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Pope's envoy in Chile abuse case recovering from gallbladder surgery


Facebook The Church in Malta

Aleteia - published on 02/21/18

Francis continues quest to get to the truth in Barros-Karadima proceedings.

Gallbladder surgery has put a brief hitch into the investigation of sexual abuse in Chile, though the pope’s envoy, Archbishop Charles Scicluna of Malta, is said to be recovering well from the operation he had to receive today.

The archbishop is now in Chile, where his gallbladder was removed today after he began to experience discomfort some days ago and was admitted to the hospital on Tuesday night. He had already met with two of the victims he was scheduled to see.

He was to hear testimonies through Friday from victims of abuse perpetrated by Father Fernando Karadima. Archbishop Scicluna is one of the Church’s foremost experts in these investigations.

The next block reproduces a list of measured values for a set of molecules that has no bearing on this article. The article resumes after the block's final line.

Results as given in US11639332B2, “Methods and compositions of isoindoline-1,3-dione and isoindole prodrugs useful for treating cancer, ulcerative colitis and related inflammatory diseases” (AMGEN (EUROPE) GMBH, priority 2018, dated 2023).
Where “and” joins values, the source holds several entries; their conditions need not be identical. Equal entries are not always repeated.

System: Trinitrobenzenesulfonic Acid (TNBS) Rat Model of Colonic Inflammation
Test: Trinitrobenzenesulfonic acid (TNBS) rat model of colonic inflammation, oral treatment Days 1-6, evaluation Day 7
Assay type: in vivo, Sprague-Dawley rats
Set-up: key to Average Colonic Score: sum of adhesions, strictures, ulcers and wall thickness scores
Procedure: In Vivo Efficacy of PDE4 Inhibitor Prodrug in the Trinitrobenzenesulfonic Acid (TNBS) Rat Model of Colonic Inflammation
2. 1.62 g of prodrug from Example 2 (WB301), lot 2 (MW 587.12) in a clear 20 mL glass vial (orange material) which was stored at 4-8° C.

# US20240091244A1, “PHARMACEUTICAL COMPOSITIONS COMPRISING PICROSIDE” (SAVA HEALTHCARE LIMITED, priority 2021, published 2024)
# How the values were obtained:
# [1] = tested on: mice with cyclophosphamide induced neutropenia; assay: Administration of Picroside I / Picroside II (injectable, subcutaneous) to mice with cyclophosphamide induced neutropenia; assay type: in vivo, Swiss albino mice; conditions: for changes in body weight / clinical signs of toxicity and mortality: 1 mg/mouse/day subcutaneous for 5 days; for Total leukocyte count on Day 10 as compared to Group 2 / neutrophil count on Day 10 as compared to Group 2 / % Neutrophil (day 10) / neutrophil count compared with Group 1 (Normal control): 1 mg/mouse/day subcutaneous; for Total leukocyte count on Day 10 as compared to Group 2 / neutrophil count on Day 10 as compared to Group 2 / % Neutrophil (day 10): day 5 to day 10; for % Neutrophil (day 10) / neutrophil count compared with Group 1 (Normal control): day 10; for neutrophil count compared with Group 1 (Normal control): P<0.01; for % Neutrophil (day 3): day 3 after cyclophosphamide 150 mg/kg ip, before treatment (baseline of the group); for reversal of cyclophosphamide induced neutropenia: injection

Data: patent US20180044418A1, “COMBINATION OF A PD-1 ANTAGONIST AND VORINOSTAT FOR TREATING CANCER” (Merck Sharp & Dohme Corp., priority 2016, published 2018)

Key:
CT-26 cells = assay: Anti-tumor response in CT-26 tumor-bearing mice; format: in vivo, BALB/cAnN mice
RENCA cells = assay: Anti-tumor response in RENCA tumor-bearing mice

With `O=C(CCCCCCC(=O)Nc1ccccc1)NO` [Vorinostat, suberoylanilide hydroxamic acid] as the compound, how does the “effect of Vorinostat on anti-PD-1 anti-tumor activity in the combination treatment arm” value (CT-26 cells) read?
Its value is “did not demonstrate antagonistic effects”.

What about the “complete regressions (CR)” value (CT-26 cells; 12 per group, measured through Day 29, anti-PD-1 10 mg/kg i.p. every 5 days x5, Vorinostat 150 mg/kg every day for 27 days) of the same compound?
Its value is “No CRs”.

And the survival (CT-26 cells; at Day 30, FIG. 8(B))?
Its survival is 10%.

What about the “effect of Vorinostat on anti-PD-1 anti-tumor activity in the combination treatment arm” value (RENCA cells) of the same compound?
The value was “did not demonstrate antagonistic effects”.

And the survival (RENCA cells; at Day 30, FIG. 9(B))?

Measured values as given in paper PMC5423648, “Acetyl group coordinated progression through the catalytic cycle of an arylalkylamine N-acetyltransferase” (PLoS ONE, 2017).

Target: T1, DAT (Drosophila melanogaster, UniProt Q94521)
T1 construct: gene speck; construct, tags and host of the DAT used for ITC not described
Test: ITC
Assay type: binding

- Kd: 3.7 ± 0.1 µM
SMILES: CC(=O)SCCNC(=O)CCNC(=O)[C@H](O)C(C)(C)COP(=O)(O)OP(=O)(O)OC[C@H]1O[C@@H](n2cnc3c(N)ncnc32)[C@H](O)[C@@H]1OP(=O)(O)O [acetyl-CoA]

Before arriving in Chile, the Malta archbishop met one of the principal victims of Karadima, Juan Carlos Cruz, for four hours on Saturday in New York.

Cruz told reporters afterward, “We’ll see what the outcome is of all this, but I feel that Monsignor Scicluna is a very good man, and I think he was sincerely moved by what I was saying. He cried.

“I felt that he was concerned and that he was listening.”

Cruz gave the archbishop two letters that he wrote in 2005, and sent to the apostolic nuncio in Chile and Peru, but which were never answered.

Archbishop Scicluna’s investigation of the Karadima case involves what role, if any, was played by Bishop Juan Barros of Osorno, Chile, who is accused of having been aware of Karadima’s crimes and covering them up.

The situation with Barros caused controversy during the pope’s trip to Chile last month, with the pope telling reporters that he didn’t have evidence against Barros, and then on the plane, saying that his word choice had wounded survivors, which he apologized for.

Archbishop Scicluna was to do the interviews accompanied by Bishop Jordi Bertomeu of the Congregation for the Doctrine of the Faith. During Scicluna’s recovery, Bishop Bertomeu will continue with the interviews.

The Sovereign Pontiff took advantage of the development to “reiterate his closeness and prayers for Chile.”


Read more:
Pope on sex abuse stir: “The expression I used wasn’t the right one”

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